Looking at the bridge from both the outside and the inside, many people mistakenly think the bridge was built as part of a WPA project in the 1930’s or that it was part of the Robert Moses driven boom in bridges and tunnels.  But it was built in 1917 which predates all of that by more than a decade.

From the post:

The Veterans Memorial Bridge, or the Detroit-Superior Bridge, opened for traffic on Thanksgiving Day in 1917. It was the City’s first “high-level bridge” over the Cuyahoga River. It was designed and built to relieve the significant traffic congestion on the Superior Viaduct. The bridge, in fact, carries two decks. The top deck for car traffic and the bottom deck was built for streetcar traffic. Unfortunately, the second deck has been closed. But at one time it carried some really stunning streetcars underground – only to “pop” back-up on Superior Avenue or Detroit Avenue.

See many more photos and read more here:  The Cool History of Cleveland

IngenuityFest Moves to Veterans Memorial Bridge in September of 2010

CLEVELAND, Ohio (November 18, 2009) – Cleveland’s cutting edge festival of arts, music, and technology will be held in 2010 from September 24th to 26th.  This new time for the festival, traditionally held in the summer, will coincide with a new location:  the lower level of Veterans Memorial (Detroit-Superior) Bridge, which carries Ohio Routes 6 and 20 over the Cuyahoga River.  More information on the festival can be found at www.ingenuitycleveland.com.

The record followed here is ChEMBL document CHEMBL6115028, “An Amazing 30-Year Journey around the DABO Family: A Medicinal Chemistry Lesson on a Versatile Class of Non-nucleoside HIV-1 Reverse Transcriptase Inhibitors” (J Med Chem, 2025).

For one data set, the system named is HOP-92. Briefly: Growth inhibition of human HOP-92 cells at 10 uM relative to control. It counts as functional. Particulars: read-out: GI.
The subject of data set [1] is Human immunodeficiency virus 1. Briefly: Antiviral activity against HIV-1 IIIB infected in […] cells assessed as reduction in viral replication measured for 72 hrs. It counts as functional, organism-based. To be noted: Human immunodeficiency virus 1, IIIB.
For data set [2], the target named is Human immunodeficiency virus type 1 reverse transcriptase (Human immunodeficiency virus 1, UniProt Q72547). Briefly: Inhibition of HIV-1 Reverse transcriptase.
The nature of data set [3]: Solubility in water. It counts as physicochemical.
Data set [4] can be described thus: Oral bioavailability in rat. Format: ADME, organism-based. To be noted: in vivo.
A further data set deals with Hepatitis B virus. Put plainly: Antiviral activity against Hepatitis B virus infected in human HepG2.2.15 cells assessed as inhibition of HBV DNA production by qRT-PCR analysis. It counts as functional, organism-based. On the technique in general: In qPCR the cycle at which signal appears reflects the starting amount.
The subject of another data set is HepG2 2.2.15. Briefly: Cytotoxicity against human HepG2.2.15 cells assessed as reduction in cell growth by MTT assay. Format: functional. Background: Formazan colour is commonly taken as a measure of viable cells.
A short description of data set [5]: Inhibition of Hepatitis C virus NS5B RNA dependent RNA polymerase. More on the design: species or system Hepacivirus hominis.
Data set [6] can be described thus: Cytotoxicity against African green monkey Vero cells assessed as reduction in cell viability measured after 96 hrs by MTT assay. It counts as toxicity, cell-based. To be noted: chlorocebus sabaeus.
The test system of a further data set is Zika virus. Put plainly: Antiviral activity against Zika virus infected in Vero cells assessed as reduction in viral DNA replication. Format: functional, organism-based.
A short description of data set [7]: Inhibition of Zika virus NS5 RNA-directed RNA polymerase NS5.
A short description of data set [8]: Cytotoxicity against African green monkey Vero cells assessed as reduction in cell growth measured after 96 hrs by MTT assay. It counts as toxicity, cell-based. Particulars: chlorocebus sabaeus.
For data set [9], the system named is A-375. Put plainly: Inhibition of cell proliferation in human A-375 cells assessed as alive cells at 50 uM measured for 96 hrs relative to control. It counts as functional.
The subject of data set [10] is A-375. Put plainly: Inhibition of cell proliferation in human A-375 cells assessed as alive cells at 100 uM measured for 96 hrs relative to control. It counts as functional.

This move follows the successful 2009 Bridge Project, a pilot version of the bridge-based festival co-presented last September by IngenuityFest, Kent State University Urban Collaborative, Flats Oxbow and All Go Signs.  The strong, positive response to this pilot convinced IngenuityFest’s leadership that a full-scale event in the lower level of the bridge and the subway tunnels on either side would attract a wider audience, provide a sheltered space from the weather, and open a new venue in the city for future development.
“People who came down for the bridge project were exhilarated by this completely unique space above the river,” said Paula Grooms, the festival’s newly appointed executive director. “Bringing the entire festival in September allows us to build on our past success and gives audiences and artists a chance to explore a new space in the city.”